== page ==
- Environmental Protection Agency (EPA) Administrator Michael Regan demanded states with hazardous waste disposal sites open their facilities to receive toxic waste from a toxic train derailment site in East Palestine, Ohio, during a Friday press conference.
- Texas, Michigan, Indiana and Oklahoma officials all pushed back against receiving the toxic waste, but Regan said states should not impede cleanup efforts.
- “There is nothing special or out of the ordinary about this waste other than the fact that it is coming from a town that has suffered deeply in the wake of a horrible trauma,” Regan said.
Environmental Protection Agency (EPA) Administrator Michael Regan slammed states that are attempting to prevent toxic waste from a Norfolk Southern derailment site in eastern Ohio from being transported through their state lines during a press conference Friday morning.
Nearly 2,000 East Palestine residents were evacuated in early February after a Norfolk Southern train carrying hazardous chemicals derailed, and a controlled burn conducted days later cast a plume over the town and spilled the chemicals into the air, soil and water. The EPA has shipped 5,460 tons of contaminated soil and 6.8 million gallons of contaminated water from the site, according to a press release sent to the Daily Caller News Foundation, however states with hazardous waste disposal sites have pushed back about receiving the transported material. (RELATED: Erin Brockovich Warns It Could Take ‘Decades’ For Ohio Town To Recover After Toxic Train Derailment)
“Let me be clear. We ordered Norfolk Southern to clean up the mess it made and no-one should be impeding, preventing or getting in the way of cleaning up this site and returning East Palestine to the beautiful community residents know it to be,” Regan told reporters. “So today, I directed my team to issue two notifications. One to Norfolk Southern CEO Alan Shaw and the other to EPA’s co-regulators across the country to remind both the company and our state partners of their legal obligations.”
Regan denied that the EPA is a “roadblock” to transporting contaminated waste nor has it “imposed any conditions that have prevented shipments of waste to appropriate facilities.”
Texas, Michigan and Indiana officials pushed back against the toxic waste being sent to their states for disposal and argue that the material should be disposed of closer to the derailment site, NPR reported. Republican Oklahoma Gov. Kevin Stitt said on March 12 that he rejected the toxic waste from being shipped to the Sooner State because “there are too many unanswered questions” and it is “not in the best interest of Oklahomans,” according to Tulsa World.
States that block shipments could prevent Norfolk Southern from complying with EPA orders, Regan said. It also “raises concerns under the Commerce Clause of the United States Constitution.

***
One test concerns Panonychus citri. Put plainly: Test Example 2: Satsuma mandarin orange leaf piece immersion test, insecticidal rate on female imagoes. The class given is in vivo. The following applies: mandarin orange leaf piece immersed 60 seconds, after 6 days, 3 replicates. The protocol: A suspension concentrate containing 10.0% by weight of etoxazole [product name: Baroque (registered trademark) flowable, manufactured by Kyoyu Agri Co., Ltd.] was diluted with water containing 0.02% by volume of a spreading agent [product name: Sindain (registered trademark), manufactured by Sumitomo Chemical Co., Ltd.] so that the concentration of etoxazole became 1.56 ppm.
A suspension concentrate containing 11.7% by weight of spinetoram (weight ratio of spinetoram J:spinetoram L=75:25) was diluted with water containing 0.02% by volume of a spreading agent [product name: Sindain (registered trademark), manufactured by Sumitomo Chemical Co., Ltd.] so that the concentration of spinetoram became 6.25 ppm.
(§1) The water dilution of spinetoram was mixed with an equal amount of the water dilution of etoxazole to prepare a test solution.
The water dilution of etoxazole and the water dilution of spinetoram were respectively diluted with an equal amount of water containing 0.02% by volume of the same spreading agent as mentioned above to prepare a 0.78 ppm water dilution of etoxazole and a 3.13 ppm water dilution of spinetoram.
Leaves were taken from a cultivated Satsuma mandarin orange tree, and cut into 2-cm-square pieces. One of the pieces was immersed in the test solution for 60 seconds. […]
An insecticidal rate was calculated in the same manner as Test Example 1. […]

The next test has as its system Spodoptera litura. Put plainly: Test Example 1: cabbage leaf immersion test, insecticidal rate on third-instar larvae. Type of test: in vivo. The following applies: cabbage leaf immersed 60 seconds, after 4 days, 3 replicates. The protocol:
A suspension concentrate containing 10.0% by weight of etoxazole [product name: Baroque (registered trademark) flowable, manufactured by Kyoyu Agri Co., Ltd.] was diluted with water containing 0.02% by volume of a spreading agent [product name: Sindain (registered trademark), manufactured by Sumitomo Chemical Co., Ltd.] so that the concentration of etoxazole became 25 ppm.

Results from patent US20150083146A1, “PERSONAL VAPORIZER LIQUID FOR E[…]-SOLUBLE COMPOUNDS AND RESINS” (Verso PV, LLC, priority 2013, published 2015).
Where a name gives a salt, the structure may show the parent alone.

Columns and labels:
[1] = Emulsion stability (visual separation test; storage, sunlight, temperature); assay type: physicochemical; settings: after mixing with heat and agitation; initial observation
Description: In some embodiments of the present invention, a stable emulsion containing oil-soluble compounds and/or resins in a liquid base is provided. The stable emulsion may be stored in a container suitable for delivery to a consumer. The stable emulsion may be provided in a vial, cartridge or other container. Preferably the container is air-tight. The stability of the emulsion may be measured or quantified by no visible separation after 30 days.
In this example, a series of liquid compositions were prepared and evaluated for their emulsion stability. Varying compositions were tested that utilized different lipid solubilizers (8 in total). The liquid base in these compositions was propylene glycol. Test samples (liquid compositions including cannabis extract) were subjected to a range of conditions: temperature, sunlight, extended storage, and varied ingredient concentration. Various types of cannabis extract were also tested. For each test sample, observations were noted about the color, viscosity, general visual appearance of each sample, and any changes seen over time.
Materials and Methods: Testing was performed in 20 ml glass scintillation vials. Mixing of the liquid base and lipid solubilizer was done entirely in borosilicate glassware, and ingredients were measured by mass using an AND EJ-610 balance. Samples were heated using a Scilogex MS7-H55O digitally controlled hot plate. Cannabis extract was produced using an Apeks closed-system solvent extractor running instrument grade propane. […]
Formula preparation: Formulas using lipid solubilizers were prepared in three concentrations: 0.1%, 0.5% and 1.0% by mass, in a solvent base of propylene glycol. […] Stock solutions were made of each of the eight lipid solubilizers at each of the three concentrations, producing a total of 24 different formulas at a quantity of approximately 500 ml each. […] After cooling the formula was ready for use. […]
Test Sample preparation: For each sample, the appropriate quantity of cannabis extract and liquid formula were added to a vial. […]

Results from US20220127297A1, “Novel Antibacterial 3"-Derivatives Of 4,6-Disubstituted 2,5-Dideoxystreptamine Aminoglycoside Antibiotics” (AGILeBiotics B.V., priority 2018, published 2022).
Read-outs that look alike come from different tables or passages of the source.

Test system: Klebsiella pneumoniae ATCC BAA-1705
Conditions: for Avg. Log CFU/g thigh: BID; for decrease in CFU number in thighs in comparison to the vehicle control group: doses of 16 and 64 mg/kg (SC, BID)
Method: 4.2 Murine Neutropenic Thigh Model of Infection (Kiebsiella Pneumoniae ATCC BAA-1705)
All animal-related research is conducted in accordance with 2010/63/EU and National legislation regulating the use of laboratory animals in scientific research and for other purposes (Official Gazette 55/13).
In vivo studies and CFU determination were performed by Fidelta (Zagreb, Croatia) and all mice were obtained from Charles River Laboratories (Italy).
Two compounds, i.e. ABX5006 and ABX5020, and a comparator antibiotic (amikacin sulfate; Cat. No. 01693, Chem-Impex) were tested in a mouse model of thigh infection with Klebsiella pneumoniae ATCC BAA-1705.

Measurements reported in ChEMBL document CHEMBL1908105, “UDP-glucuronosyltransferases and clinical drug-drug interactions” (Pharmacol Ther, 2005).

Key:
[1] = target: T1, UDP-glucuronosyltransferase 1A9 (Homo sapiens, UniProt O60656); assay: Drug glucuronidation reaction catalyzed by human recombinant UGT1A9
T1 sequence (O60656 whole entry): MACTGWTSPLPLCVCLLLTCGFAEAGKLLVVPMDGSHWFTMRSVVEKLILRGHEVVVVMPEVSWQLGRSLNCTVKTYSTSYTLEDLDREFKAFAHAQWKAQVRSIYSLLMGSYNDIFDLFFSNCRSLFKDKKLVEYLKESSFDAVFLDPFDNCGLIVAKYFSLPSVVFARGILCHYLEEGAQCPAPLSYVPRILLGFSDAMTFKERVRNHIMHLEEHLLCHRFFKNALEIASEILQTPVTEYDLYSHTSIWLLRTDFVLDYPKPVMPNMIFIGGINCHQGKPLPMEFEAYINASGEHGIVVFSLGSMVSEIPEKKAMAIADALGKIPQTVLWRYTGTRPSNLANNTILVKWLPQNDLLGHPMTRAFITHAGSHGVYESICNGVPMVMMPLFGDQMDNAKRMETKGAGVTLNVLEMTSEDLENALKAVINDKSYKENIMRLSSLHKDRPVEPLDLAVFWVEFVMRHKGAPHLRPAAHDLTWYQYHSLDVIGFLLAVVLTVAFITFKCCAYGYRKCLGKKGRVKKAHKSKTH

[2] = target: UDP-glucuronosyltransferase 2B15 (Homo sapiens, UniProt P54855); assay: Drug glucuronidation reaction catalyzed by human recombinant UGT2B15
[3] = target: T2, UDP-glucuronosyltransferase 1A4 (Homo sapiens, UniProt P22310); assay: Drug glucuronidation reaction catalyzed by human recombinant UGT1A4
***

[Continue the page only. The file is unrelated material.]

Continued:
The EPA responded to the derailment hours after it occurred and has remained on the ground to assist in ongoing cleanup efforts. Regan implored to reporters that the toxic waste being transported from the site “has been subject to more testing and more analysis with more characterization than many other similar waste regularly accepted at facilities nationwide.”
“States have no basis to prevent [receiving] of out of state waste from East Palestine while allowing simpler waste to be disposed in their states,” Regan said. “There is nothing special or out of the ordinary about this waste other than the fact that it is coming from a town that has suffered deeply in the wake of a horrible trauma.”
It will take approximately three months for the EPA to complete cleanup in East Palestine, Regan estimated. The timeline could change because of “conditions of weather and access to disposal facilities,” but the agency is “optimistic.”
The EPA, alongside local, state and federal officials, will continue efforts to remove portions of the railroad tracks and place removed soil in staging areas until it can be transported, according to the press release. Republican Ohio Senator JD Vance called on Regan to expedite transporting the soil during a Senate Committee on Environment and Public Works on March 9.
“The Governor of Michigan, an administration ally and rising democratic star, leapt to prevent the waste from being transported to her state. Other states soon raised their own objections, and for nearly a week a vast hill of poison soil has sat there, basically in the middle of town, kicked up by passing trains for children to breathe, falling to earth to leach into the drinking water,” he said.
The EPA conducted 616 indoor air screenings and monitors the air at 23 stations, according to the press release. It reports no detection of vinyl chloride or hydrogen chloride.
The agency “does not anticipate exceedances of levels of health concern as a result of the soil removal work,” the press release reads.
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